Kenneth Turan of the Los Angeles Times didn’t appreciate the “long patches of dialogue that must have tickled Tarantino but will not necessarily resonate for anyone else.”
Adam Mars-Jones of The Independent felt that “Tarantino’s second film as writer-director shows him already deep in the territory of self-parody.”
5. Blade Runner: “Blade Crawler”
Ridley Scott’s 1982 sci-fi thriller is another movie which took some time before being widely accepted as a classic.
On release, the film was largely overlooked by the wider audience, and received a somewhat mixed critical response.
Many felt that Blade Runner was just too slow-paced and uneventful, for which reason Sheila Benson of the Los Angeles Times dubbed it “Blade Crawler.”
Many other critics – including one of the biggest names in the field, Pauline Kael – complained that Blade Runner lacked humanity.
Gary Arnold of The Washington Post agreed – he felt that the film’s blend of futurism and 1940s film noir motifs became “grotesque.”
In fairness to the film, one of the Arnold’s largest complaints was about Blade Runner’s “overexplicit” narration, which would be the first thing to go in Ridley Scott’s later director’s cut.
4. The Silence of the Lambs: “morally indefensible”
Jonathan Demme’s 1991 adaptation of Thomas Harris’ novel is one of the most haunting, unforgettable films ever made.
Breaking new ground for horror movies, The Silence of the Lambs is one of only three films to win all five major Academy Awards: Best Film, Director, Actor, Actress and Screenplay.
But of course, not all the critics were taken with the tale of FBI trainee Clarice Starling investigating the horrific Buffalo Bill murders with the help of convicted serial killer Hannibal Lecter.
Dave Kehr of the Chicago Tribune blasted The Silence of the Lambs as “a gnarled, brutal, highly manipulative film that, at its center, seems morally indefensible.”
Jonathan Rosenbaum of the Chicago Reader agreed, calling it a “grisly and exceptionally sick slasher film that I can’t with any conscience recommend.”
The noted Gene Siskel, also writing in the Chicago Tribune, dismissed The Silence of the Lambs as “nothing more than a grisly version of every mad-slasher picture you’ve ever missed.”
3. Goodfellas: “dramatically unsatisfying”
It’s generally agreed that Martin Scorsese is one of the greatest filmmakers of the last 50 years, and that Goodfellas ranks among his very best work.
Dances with Wolves may have beaten it to the 1991 Best Picture Oscar, but today Goodfellas remains one of the most beloved films of the 90s, and one of the most celebrated gangster movies ever.
And yet there were some reviews at the time which felt that Scorsese hadn’t delivered anything too special with Goodfellas.
Ralph Novak of People argued that the filmmaker had “[already] covered this ground in the superb Mean Streets in 1973.”
Adam Mars-Jones of the Independent felt the film lacked an emotional connection: “Goodfellas fights a losing battle against numbness.”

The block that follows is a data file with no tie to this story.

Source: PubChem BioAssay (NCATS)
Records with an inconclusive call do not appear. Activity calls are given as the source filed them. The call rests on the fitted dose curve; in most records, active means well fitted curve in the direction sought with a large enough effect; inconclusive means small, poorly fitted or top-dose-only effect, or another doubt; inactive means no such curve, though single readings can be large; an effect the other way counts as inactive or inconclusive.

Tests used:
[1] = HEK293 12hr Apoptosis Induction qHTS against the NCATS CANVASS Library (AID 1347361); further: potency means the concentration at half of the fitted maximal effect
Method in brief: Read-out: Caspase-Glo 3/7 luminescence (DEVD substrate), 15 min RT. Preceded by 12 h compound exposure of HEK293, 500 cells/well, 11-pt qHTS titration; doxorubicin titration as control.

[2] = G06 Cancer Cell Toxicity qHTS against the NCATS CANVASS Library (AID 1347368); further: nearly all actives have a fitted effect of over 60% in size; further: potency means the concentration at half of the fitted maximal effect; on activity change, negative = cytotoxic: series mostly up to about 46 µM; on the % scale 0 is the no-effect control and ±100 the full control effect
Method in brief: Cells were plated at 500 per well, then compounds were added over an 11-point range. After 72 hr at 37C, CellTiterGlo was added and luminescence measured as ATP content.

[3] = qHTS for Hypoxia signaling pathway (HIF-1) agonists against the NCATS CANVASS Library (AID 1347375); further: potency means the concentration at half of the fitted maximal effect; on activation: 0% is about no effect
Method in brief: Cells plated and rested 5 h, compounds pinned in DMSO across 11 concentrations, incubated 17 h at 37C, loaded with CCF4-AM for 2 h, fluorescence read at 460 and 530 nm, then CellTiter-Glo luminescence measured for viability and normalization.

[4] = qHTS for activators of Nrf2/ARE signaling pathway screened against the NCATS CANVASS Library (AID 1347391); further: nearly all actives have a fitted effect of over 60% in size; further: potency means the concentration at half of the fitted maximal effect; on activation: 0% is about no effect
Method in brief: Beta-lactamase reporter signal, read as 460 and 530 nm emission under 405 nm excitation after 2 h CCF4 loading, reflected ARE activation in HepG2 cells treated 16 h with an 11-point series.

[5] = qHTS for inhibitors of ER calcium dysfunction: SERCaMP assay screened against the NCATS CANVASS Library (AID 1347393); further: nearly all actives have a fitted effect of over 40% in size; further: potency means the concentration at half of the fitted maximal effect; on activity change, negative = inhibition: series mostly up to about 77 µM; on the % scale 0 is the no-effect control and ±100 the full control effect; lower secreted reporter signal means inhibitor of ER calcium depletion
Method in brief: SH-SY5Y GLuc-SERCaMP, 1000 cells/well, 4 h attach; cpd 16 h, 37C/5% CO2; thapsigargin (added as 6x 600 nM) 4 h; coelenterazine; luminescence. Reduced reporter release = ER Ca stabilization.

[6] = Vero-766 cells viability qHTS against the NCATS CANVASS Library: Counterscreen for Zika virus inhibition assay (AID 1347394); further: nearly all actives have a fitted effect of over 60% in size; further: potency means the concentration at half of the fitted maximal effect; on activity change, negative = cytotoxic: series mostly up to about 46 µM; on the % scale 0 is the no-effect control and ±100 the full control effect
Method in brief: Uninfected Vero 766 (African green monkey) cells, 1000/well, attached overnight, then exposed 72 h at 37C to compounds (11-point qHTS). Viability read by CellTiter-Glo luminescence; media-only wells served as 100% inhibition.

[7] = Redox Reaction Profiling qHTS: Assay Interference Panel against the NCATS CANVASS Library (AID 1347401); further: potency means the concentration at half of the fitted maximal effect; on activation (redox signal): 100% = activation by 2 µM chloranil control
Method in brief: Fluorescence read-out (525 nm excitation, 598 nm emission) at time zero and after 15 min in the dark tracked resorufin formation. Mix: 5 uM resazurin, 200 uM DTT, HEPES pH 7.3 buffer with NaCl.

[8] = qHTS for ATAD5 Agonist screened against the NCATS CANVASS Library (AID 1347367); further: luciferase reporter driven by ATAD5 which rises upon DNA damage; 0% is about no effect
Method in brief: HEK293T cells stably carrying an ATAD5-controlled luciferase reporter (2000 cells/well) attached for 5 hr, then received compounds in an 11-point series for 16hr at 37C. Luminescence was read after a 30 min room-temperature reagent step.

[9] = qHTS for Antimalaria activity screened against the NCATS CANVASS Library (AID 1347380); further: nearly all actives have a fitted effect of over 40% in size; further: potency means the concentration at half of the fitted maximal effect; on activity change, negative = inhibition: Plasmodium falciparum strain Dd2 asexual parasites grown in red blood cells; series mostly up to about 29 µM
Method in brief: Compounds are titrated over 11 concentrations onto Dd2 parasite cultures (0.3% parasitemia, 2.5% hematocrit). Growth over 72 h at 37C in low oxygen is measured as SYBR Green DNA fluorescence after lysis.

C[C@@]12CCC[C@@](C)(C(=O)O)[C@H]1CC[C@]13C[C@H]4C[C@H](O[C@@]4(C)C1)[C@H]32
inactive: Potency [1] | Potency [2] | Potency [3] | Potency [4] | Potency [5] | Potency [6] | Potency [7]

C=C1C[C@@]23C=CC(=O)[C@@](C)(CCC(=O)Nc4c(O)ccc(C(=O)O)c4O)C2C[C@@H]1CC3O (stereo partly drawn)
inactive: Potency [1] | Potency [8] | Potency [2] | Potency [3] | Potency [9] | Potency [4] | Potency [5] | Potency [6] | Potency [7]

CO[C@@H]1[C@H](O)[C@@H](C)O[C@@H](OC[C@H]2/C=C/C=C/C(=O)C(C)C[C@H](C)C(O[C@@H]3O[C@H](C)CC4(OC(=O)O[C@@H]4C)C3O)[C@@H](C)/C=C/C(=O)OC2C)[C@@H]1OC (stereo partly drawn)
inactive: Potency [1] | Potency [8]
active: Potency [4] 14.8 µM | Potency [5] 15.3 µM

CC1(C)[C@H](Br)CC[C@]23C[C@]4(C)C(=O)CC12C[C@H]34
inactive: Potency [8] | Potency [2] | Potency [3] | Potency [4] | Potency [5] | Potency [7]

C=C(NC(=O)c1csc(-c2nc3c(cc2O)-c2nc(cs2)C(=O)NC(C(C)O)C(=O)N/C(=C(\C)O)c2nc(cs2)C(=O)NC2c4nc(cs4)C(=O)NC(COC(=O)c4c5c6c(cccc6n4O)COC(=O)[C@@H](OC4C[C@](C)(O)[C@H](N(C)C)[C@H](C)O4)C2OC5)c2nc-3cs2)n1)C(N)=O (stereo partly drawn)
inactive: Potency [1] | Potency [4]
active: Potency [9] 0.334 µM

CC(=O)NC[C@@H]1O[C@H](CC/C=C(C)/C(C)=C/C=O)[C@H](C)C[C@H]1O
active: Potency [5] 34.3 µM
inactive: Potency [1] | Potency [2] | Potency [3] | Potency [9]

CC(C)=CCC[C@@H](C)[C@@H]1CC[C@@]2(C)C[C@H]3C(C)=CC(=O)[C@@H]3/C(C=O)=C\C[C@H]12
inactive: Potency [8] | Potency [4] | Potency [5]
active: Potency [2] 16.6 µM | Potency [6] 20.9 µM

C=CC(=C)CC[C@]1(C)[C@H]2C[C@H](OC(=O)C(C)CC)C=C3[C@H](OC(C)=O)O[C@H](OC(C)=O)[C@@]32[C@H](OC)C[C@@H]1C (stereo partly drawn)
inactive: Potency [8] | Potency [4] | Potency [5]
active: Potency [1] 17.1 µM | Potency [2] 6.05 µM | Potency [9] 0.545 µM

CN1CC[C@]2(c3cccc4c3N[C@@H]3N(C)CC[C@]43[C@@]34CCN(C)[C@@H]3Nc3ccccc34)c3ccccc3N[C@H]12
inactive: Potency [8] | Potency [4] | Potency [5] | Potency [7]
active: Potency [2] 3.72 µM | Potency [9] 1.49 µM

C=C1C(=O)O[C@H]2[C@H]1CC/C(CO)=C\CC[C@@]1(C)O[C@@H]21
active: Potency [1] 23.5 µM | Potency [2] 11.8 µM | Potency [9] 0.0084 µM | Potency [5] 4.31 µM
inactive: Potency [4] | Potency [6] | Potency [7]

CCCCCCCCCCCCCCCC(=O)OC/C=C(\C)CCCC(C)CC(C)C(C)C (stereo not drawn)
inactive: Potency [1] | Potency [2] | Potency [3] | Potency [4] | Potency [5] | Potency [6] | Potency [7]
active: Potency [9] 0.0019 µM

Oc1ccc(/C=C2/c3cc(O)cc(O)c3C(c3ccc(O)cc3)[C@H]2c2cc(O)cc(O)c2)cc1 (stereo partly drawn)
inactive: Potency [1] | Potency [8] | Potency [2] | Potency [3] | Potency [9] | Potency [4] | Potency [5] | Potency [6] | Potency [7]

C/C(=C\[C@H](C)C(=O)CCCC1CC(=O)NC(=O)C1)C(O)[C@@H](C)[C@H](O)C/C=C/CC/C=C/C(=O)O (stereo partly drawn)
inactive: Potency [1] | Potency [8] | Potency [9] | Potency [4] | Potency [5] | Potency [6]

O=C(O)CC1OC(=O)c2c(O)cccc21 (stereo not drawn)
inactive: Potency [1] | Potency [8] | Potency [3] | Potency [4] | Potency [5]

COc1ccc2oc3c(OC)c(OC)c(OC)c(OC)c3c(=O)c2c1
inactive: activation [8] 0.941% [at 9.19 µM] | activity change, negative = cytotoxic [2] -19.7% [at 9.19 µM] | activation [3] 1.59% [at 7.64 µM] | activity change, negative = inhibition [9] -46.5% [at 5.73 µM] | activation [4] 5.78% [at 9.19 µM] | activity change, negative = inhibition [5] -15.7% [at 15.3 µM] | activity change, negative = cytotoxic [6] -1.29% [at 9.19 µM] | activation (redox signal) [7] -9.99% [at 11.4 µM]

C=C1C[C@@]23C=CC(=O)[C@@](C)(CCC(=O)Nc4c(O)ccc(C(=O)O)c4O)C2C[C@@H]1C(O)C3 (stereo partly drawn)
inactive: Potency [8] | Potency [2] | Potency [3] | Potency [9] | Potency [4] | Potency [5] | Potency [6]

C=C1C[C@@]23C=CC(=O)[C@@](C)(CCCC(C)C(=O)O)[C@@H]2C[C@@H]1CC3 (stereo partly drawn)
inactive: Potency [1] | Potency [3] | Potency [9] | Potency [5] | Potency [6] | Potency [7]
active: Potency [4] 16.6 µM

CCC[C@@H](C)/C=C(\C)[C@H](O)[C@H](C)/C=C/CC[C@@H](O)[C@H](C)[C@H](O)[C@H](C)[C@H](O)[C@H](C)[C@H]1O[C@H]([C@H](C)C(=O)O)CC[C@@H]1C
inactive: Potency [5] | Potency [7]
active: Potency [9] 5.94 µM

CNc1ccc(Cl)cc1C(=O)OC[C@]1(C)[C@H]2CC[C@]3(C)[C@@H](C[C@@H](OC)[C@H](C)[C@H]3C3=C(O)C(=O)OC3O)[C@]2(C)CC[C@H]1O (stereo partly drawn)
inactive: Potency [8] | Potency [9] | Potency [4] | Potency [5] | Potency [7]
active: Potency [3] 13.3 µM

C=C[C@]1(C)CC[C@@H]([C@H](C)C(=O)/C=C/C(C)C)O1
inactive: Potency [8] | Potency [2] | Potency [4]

Joseph McBride of Variety was similarly negative about Scorsese’s classic, dismissing it as “colourful but dramatically unsatisfying.”
2. Gladiator: “pointless”
Ridley Scott’s 2000 historical epic made Russell Crowe a superstar, and wowed audiences all over the world.
Celebrated both for its drama and its action-packed spectacle, Gladiator became a commercial smash and an awards magnet, grabbing the Best Picture Oscar and Best Actor for Crowe.
Yet as we’ve seen time and again, being a crowd-pleaser doesn’t always translate to being a critic-pleaser as well.
Seattle Weekly complained that Gladiator “feels like it was written by committee and template.”
LA Weekly felt the film was “neither profound enough nor pop enough to be great – it’s mournful, serious, beautiful and, finally, pointless.”
Legendary critic Roger Ebert was even less impressed, decrying Gladiator as “muddy, fuzzy and indistinct.”
1. Die Hard: “wrongheaded interruptions reveal the fragile nature of the plot”
Action fans everywhere agree that Die Hard is one of the greatest movies ever, but you don’t have to be a genre devotee to see that it’s a masterpiece.
On release in 1988, director John McTiernan’s film was quickly embraced by audiences, and then-TV star Bruce Willis was immediately reborn as an iconic action hero.
So, was the whole critical community also sold on Die Hard’s status as an all-time classic? Funnily enough, no.
Arguably the world’s most famous critic, Roger Ebert, was underwhelmed, feeling – bizarrely – that the entire film was undone by Paul Gleason’s minor supporting role, Deputy Chief Dwayne Robinson.
Ebert complained, “The character is so willfully useless… that all by himself he successfully undermines the last half of the movie.”
The critic explains, “Thrillers like this need to be well-oiled machines, with not a single wasted moment. Inappropriate and wrongheaded interruptions reveal the fragile nature of the plot and prevent it from working.”